The neurohormonal model of HF recognizes that initiating events such as acute MI leads to decreased cardiac output but that the HF state then becomes a systemic disease whose progression is mediated largely by neurohormones and autocrine/paracrine factors. These substances include angiotensin II, norepinephrine, aldosterone, natriuretic peptides, arginines vasopressin and enthelins peptides, proinflammatory cytokines such as TNF-a and various interleukins, and endothelins-1 (McCance & Huether, 2019). Therfore, persistent neuro-humoral activation induces maladaptive processes resulting in detrimental ventricular remodelling and organ dysfunction. Based on that, pharmacological therapies that inhibit the sympathetic and renin-angiotensin-aldosterone systems.
Any racial/ethnic variables that may impact physiological functioning. NURS 6501 Cardiovascular Systems Discussion
Racial and ethnic differences in the underlying etiology and pathophysiology of heart failure may contribute to differences in outcomes. Heart failure is commonly associated with diabetes and hypertension in black patients, while white patients have higher rates of coronary disease leading to ischemic cardiomyopathy. Similarly, black, Hispanic, and Asian patients had more hypertension, diabetes, and chronic kidney disease compared to white patients. Black patients have a 50% higher incidence of HF that occurs at an earlier age than white patients, and the other ethnic groups with epidemiological studies suggesting 30% to 50% hospitalized with incident HF have HFpEF (Chen et al., 2020). NURS 6501 Cardiovascular Systems Discussion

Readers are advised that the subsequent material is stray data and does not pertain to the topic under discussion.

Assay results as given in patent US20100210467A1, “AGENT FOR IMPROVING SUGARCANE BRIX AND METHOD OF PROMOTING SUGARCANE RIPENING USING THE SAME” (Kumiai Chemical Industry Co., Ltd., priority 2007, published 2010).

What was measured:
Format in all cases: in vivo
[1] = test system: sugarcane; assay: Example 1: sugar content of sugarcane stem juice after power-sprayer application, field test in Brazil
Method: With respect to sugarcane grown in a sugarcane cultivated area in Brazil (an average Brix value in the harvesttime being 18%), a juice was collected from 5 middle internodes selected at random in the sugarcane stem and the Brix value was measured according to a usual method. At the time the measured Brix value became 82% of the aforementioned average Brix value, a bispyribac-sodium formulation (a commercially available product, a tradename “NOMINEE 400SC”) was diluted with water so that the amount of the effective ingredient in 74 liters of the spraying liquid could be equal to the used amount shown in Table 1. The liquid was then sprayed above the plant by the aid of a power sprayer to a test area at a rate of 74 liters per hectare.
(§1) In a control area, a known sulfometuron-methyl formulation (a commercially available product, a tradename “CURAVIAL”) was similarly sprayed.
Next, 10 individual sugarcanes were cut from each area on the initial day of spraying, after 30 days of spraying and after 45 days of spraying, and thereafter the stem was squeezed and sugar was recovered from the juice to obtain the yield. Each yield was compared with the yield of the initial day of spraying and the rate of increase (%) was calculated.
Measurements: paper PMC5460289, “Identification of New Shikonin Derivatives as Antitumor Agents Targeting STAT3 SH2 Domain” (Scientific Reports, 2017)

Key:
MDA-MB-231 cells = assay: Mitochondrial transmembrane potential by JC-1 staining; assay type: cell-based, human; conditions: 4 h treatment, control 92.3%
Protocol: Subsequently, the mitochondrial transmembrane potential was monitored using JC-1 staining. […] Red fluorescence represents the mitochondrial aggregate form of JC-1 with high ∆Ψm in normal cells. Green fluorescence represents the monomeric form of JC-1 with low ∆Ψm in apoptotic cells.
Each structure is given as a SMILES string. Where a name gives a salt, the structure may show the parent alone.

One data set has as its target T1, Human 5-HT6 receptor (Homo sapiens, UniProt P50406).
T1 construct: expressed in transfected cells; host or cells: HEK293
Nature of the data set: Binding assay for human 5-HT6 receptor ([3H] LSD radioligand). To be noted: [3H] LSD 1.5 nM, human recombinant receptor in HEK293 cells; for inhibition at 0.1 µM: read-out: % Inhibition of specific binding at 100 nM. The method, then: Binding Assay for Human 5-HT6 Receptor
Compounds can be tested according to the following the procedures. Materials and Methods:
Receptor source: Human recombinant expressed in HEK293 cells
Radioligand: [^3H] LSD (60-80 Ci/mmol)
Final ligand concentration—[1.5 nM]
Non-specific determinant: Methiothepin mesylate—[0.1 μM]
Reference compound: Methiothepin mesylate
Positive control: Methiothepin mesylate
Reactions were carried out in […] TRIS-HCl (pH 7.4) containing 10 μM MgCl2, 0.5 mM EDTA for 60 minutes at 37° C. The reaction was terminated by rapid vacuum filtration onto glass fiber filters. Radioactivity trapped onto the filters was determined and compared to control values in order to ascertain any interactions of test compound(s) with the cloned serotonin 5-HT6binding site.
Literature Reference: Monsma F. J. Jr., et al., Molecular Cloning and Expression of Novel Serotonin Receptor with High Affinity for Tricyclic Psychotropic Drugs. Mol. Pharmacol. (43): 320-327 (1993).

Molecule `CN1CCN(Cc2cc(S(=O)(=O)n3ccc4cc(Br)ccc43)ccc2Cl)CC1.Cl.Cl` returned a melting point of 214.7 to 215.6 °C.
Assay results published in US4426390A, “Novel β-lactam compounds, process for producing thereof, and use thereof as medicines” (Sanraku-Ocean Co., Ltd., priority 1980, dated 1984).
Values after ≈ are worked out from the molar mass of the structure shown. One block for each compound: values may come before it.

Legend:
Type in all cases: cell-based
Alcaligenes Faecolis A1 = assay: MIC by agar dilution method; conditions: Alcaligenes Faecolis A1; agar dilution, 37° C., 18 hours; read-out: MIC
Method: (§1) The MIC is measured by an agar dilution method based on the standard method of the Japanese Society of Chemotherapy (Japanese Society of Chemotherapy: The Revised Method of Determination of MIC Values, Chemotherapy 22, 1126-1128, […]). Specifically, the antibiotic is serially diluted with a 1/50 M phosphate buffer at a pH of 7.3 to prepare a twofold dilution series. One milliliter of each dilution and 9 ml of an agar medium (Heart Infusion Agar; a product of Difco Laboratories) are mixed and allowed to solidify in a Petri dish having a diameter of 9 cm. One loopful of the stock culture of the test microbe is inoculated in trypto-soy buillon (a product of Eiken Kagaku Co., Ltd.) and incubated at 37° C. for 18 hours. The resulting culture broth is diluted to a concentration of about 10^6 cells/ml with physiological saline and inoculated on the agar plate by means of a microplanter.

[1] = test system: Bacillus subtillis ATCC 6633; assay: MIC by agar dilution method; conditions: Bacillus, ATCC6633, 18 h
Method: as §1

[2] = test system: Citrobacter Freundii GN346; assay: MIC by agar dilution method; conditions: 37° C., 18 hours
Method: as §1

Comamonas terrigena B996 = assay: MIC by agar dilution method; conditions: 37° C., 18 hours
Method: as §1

Epidemiological studies suggest more rapid progression of HF in black patients, and explanations have included higher prevalence of key risk factors such as hypertension, diabetes mellitus, and obesity; possibility of disparate health care; worse socioeconomic status; and potential differences in physiological responses to elevated blood pressure. It is noted that minority patients hospitalized for heart failure may be healthier than whites to explain the discrepancy between lower mortality and higher readmission rates for minority patients (Chen et al., 2020)
How these processes interact to affect the patient, and implications to patient health.
Heart failure affect the patient life style mostly by intolerance of the activities of daily living. The patient presentation may range form asymptomatic to cardiogenic shock, the primary symptoms are dysnea (particularly on exertion) and fatigue, which lead to exercise intolerance. Other pulmonary symptoms include orthopnea ( patient needs to sleep on two pillows in orhter to breath), paroxysmal nocturnal dyspnea, tachypnea, and cough. Fluid overload can result in pulmonary congestion and peripheral edema. NURS 6501 Cardiovascular Systems Discussion
Nonspecific symptoms may include fatigue, nocturia, hemoptysis, abdominal pain, anorexia, nausea, bloated ascites, poor appetite, mental status changes, and weight gain. Physical examination findings may include pulmonary crackles and S3 gallop, and cool extremities, Cheyne-Stockes respirations, tachycardia, narrow –pulse pressure, cardiomegaly, symptoms of pulmonary edema (extreme breathlessness, anxiety, sometimes with coughing and pink frothy sputum), peripheral edema, jugular venous distention, hepatojugular reflux, and hepatomegaly. (Bills, & Rose, 2021).
NURS 6501 Cardiovascular Systems Discussion References
- Bills, G. W., & Rose, C. (2021). Principles of pharmacology for respiratory care.
- Chen J, Normand SL, Wang Y, Krumholz HM. National and regional trends in heart failure hospitalization and mortality rates for Medicare beneficiaries, 2020. JAMA. 2011;306(15):1669–78. [PMC free article] [PubMed] [Google Scholar]
- McCance, K. L. & Huether, S. E. (2019). Pathophysiology: The biologic
- Mosby/Elsevier. basis for disease in adults and children (8th ed.). St. Louis, MO: